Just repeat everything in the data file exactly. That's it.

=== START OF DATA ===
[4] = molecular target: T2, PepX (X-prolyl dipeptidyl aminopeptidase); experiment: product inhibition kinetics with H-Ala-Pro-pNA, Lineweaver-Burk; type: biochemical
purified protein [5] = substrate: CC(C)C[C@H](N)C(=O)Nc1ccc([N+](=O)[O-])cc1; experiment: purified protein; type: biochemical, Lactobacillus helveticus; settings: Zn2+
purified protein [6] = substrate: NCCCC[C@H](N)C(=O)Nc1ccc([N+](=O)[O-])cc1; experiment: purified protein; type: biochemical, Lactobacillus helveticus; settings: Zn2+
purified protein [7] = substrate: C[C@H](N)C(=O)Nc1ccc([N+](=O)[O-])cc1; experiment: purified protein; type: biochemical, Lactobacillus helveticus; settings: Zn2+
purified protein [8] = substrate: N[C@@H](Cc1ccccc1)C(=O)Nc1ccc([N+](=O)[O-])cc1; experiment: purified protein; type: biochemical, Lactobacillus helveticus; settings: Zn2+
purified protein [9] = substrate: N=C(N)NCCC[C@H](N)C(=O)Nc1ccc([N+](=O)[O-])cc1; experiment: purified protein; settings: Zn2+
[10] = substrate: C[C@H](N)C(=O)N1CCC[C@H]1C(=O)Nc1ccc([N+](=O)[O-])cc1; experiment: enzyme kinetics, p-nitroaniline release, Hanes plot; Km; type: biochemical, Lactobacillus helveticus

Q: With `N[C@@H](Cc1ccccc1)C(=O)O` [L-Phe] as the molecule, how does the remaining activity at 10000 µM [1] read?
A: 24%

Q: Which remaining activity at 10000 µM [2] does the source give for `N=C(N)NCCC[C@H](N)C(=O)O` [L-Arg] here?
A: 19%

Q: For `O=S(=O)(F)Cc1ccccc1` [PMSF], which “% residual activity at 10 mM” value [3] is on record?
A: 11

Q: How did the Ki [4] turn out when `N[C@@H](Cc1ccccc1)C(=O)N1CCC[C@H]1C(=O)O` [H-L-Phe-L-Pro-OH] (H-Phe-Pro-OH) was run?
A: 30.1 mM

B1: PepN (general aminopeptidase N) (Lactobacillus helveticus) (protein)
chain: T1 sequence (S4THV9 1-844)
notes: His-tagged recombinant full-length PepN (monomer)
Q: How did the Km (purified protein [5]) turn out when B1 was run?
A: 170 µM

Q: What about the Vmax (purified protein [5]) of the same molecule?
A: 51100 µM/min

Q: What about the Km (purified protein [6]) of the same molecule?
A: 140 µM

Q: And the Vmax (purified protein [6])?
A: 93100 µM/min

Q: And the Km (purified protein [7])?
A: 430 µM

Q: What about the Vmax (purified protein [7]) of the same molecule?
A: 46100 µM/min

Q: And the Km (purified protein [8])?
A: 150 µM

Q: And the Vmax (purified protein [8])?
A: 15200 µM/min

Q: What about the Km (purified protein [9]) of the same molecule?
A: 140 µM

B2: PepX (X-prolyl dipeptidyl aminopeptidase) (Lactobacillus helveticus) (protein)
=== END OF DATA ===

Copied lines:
[4] = molecular target: T2, PepX (X-prolyl dipeptidyl aminopeptidase); experiment: product inhibition kinetics with H-Ala-Pro-pNA, Lineweaver-Burk; type: biochemical
purified protein [5] = substrate: CC(C)C[C@H](N)C(=O)Nc1ccc([N+](=O)[O-])cc1; experiment: purified protein; type: biochemical, Lactobacillus helveticus; settings: Zn2+
purified protein [6] = substrate: NCCCC[C@H](N)C(=O)Nc1ccc([N+](=O)[O-])cc1; experiment: purified protein; type: biochemical, Lactobacillus helveticus; settings: Zn2+
purified protein [7] = substrate: C[C@H](N)C(=O)Nc1ccc([N+](=O)[O-])cc1; experiment: purified protein; type: biochemical, Lactobacillus helveticus; settings: Zn2+
purified protein [8] = substrate: N[C@@H](Cc1ccccc1)C(=O)Nc1ccc([N+](=O)[O-])cc1; experiment: purified protein; type: biochemical, Lactobacillus helveticus; settings: Zn2+
purified protein [9] = substrate: N=C(N)NCCC[C@H](N)C(=O)Nc1ccc([N+](=O)[O-])cc1; experiment: purified protein; settings: Zn2+
[10] = substrate: C[C@H](N)C(=O)N1CCC[C@H]1C(=O)Nc1ccc([N+](=O)[O-])cc1; experiment: enzyme kinetics, p-nitroaniline release, Hanes plot; Km; type: biochemical, Lactobacillus helveticus

Q: With `N[C@@H](Cc1ccccc1)C(=O)O` [L-Phe] as the molecule, how does the remaining activity at 10000 µM [1] read?
A: 24%

Q: Which remaining activity at 10000 µM [2] does the source give for `N=C(N)NCCC[C@H](N)C(=O)O` [L-Arg] here?
A: 19%

Q: For `O=S(=O)(F)Cc1ccccc1` [PMSF], which “% residual activity at 10 mM” value [3] is on record?
A: 11

Q: How did the Ki [4] turn out when `N[C@@H](Cc1ccccc1)C(=O)N1CCC[C@H]1C(=O)O` [H-L-Phe-L-Pro-OH] (H-Phe-Pro-OH) was run?
A: 30.1 mM

B1: PepN (general aminopeptidase N) (Lactobacillus helveticus) (protein)
chain: T1 sequence (S4THV9 1-844)
notes: His-tagged recombinant full-length PepN (monomer)
Q: How did the Km (purified protein [5]) turn out when B1 was run?
A: 170 µM

Q: What about the Vmax (purified protein [5]) of the same molecule?
A: 51100 µM/min

Q: What about the Km (purified protein [6]) of the same molecule?
A: 140 µM

Q: And the Vmax (purified protein [6])?
A: 93100 µM/min

Q: And the Km (purified protein [7])?
A: 430 µM

Q: What about the Vmax (purified protein [7]) of the same molecule?
A: 46100 µM/min

Q: And the Km (purified protein [8])?
A: 150 µM

Q: And the Vmax (purified protein [8])?
A: 15200 µM/min

Q: What about the Km (purified protein [9]) of the same molecule?
A: 140 µM

B2: PepX (X-prolyl dipeptidyl aminopeptidase) (Lactobacillus helveticus) (protein)